My textbook says the following:

Consider a set of basis vector $\mathbf{e}_i$, $i = 1, \dots, 3$ for a 2-dimensional projective space $\mathbb{P}^2$. For reasons to become clear, we will write the indices as subscripts. With respect to this basis, a point in $\mathbb{P}^2$ is represented by a set of coordinates $x^i$, which represents the point $\sum_{i = 1}^3 \mathbf{e}_i$. We write the coordinates with an upper index, as shown. Let $\mathrm{\mathbf{x}}$ represent the triple of coordinates, $\mathrm{\mathbf{x}} = (x^1, x^2, x^3)^T$.

My understanding from linear algebra is that a basis is a linearly independent spanning set. We then define the dimension of a vector space to be equal to the number of vectors in a basis for said vector space. Therefore, a vector space can have multiple different bases, but each basis must contain the same number of vectors, since this defines the dimension of the vector space.

So how is it that in the above excerpt the author says that the 2-dimensional projective space $\mathbb{P}^2$ has the basis with three vectors $\mathbf{e}_i$, $i = 1, \dots, 3$? Shouldn't the basis consist of only 2 vectors, since this is a 2-dimensional vector space?

I would greatly appreciate it if people could please take the time to clarify this.


2 Answers 2


Projective space is not a vector space, so the linear algebraic notions of dimension and basis do not apply in this case. However, one calls it two-dimensional because it is when we consider alternative notions of dimension, e.g. when we look at $\mathbb P^2$ over $\mathbb R$ then this will be a two-dimensional manifold, or over an arbitrary field we can still formulate an algebro-geometric notion of dimension.

Intuitively it should not be a surprise that $\mathbb P^2$ is two-dimensional: Although you use three coordinates to describe a point, these are not independent from each other: Any point $x=(x_0:x_1:x_2)$ has a non-zero entry, say $x_0\neq 0$. Then dividing by $x_0$ gives an alternative representation of the same point $x=(1:x_1/x_0:x_2/x_0)$, so in fact "locally" you only need two numbers to describe a point, i.e. you only have two degrees of freedom.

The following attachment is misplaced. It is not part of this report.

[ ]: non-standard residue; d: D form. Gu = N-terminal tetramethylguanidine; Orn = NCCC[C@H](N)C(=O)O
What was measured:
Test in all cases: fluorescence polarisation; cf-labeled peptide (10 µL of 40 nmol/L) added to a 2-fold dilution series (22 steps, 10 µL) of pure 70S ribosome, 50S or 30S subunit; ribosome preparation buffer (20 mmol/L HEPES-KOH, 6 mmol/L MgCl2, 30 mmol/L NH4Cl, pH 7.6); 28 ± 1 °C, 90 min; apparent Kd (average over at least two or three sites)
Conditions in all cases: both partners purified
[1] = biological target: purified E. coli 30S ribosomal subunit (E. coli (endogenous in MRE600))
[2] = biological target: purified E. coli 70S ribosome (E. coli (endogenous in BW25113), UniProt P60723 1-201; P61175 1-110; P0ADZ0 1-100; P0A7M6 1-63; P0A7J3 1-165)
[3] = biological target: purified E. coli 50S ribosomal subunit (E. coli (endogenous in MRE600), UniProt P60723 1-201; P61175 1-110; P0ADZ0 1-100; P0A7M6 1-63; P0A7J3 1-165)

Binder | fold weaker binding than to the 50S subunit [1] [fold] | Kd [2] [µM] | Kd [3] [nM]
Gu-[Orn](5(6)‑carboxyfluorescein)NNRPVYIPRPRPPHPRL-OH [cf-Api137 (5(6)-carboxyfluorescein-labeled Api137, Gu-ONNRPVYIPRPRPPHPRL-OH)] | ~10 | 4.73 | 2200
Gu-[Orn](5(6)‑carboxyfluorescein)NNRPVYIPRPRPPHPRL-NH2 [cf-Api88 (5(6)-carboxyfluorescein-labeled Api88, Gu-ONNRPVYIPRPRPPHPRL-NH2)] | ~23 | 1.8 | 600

What is the projective plane $\Bbb P^2$ and indeed the projective space $\Bbb P^n$ for every $n$?

Start with a vector space $V$ of dimension $n+1$ and let $V^\prime=V\setminus\{0\}$. Then the projective space associated to the vector space $V$ is, by definition, $$ \Bbb P(V)=V^\prime/\sim $$ where $\sim$ denotes the homothetic equivalence, namely $$ v_1\sim v_2\Longleftrightarrow\text{$v_1=\lambda v_2$ for some $\lambda\in F^\times$} $$ (here $F$ denotes the field of coefficients of the vector space $V$). In geometric terms $\Bbb P(V)$ is the set of lines through $0$ in $V$.

Thus any point $P\in\Bbb P(V)$ is represented by a vector $v\in V$ and if we have fixed a basis $(e_1,...,e_{n+1})$ of $V$ we can associate to $P$ the coordinates of $(x_1,...,x_{n+1})$ of $v$ with respect to the chosen basis.

Of course this is not fully well-defined: if we choose a different representant $v^\prime$ of $P$, we will have $v^\prime=\lambda v$ for some $\lambda\in F^\times$ and so $$ x_i^\prime=\lambda x_i\qquad i=1,...,n+1 $$ where $(x_1^\prime,...,x_{n+1}^\prime)$ are the coordinates of $v^\prime$. Thus, the coordinates of $P$ are defined only up to a common non-zero factor: one speaks of homogeneous coordinates of $P$ (classically they're numbered from $0$ to $n$).

To see that $\Bbb P(V)$ has dimension $n$, notice that since $0\notin V^\prime$ no point $P$ has coordinates all $0$'s. Thus a point $P$ will have some coordinate not zero and we may assume it is the last. Thus, up to rescaling coordinates, $P$ will have coordinates of the form $$ P\equiv(y_1,...,y_n,1). $$ Moving $P$ around a little will leave the last coordinate fixed (again, up to rescaling) and the other $y$'s changing arbitrarily. But that is describing an affine space of dimension $n$, so $\Bbb P(V)$ is locally of dimension $n$.


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